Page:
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I am trying to connect to a remote Git repository that resides on my web server and clone it to my machine.

I am using the following format for my command:

git clone ssh://username@domain.com/repository.git

This has worked fine for most of my team members. Usually after running this command Git will prompt for the user's password, and then run the cloning. However, when running on one of my machines I get the following error:

Host key verification failed.

fatal: Could not read from remote repository.

We are not using SSH keys to connect to this repository, so I'm not sure why Git is checking for one on this particular machine.

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2 Answers

up vote 10 down vote accepted

You are connecting via the SSH protocol. Using SSH, every host has a key. Clients remember the host key associated with a particular address and refuse to connect if a host key appears to change. This prevents man in the middle attacks.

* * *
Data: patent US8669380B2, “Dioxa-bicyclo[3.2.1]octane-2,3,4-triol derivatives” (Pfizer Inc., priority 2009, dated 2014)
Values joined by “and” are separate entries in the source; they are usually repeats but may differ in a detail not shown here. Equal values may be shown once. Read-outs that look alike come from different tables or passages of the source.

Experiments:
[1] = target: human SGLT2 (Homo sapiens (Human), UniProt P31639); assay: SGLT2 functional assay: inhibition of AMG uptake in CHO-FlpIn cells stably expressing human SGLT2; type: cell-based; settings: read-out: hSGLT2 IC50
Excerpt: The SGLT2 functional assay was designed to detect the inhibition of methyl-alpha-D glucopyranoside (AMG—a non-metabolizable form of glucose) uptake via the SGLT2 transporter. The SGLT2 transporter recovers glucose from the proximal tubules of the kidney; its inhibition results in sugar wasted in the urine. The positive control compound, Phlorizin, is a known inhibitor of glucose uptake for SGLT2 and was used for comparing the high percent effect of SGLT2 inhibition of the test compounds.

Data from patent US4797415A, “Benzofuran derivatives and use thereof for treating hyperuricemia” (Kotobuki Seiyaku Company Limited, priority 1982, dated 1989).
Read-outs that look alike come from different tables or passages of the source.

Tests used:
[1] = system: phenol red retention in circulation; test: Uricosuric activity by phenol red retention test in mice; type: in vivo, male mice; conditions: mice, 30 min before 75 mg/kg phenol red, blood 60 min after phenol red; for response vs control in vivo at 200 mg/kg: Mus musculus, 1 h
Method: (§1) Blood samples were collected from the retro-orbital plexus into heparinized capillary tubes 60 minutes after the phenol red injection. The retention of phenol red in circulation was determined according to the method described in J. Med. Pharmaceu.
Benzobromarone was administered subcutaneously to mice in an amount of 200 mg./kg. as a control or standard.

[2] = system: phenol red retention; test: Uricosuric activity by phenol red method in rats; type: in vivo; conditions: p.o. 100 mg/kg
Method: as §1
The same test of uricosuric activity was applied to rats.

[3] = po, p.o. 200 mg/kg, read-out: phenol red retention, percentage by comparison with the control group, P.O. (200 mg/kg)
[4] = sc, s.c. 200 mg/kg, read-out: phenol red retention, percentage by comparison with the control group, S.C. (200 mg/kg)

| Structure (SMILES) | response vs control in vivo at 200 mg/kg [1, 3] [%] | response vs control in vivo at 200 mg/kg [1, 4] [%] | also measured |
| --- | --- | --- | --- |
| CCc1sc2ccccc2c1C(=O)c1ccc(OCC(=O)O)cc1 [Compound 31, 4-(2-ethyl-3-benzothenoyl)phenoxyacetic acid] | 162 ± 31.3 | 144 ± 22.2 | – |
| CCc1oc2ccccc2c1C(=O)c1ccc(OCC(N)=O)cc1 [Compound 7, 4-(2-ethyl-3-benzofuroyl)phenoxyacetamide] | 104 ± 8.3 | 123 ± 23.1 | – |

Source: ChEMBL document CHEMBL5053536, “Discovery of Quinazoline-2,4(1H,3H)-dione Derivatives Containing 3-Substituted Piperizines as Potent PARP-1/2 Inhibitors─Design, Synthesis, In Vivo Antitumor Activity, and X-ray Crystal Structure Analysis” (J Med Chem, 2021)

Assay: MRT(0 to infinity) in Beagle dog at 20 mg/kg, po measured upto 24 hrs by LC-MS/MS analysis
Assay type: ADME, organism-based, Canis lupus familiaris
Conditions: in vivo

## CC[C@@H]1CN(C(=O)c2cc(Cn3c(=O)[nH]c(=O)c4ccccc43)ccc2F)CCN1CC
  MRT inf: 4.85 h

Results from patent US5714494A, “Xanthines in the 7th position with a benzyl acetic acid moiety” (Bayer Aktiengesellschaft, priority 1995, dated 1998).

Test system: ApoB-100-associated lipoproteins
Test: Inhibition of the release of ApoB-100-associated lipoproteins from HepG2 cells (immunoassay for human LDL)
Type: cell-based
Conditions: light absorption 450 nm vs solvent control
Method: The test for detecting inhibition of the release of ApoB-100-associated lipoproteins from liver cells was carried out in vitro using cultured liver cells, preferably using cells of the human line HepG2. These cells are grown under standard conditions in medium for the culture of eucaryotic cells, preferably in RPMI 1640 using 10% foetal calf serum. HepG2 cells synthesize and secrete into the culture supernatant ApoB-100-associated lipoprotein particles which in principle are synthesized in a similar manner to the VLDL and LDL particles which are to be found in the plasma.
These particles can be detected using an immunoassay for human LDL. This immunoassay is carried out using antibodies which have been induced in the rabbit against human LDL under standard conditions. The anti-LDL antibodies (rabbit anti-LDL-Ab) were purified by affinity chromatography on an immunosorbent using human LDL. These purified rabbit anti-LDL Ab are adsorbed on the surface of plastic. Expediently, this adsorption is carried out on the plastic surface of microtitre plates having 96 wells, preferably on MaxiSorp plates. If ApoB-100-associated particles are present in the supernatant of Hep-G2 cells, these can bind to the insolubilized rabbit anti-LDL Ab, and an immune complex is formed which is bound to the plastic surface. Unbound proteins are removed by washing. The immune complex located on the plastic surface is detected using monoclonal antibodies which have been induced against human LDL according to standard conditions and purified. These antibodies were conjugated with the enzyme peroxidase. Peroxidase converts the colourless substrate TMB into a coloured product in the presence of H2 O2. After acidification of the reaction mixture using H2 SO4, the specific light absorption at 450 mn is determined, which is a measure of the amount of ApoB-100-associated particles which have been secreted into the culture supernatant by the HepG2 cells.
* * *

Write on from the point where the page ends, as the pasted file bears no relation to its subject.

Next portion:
The host key for domain.com has changed. If this does not seem fishy to you, you can remove the old key from your local cache using

$ ssh-keygen -R domain.com

I strongly encourage you to consider having users authenticate with keys as well. That way, ssh-agent can store key material for convenience (rather than everyone having to enter her password for each connection to the server), and passwords do not go over the network.

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Or you could remove the offending line manually from ~/.ssh/known_hosts –  ZaMoose Nov 13 '12 at 16:16
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@ZaMoose If ~/.ssh/known_hosts is hashed, it won’t be obvious. –  Greg Bacon Nov 13 '12 at 16:28
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I got the same problem on a newly installed system, but this was a udev problem. There was no /dev/tty node, so I had to do:

mknod -m 666 /dev/tty c 5 0
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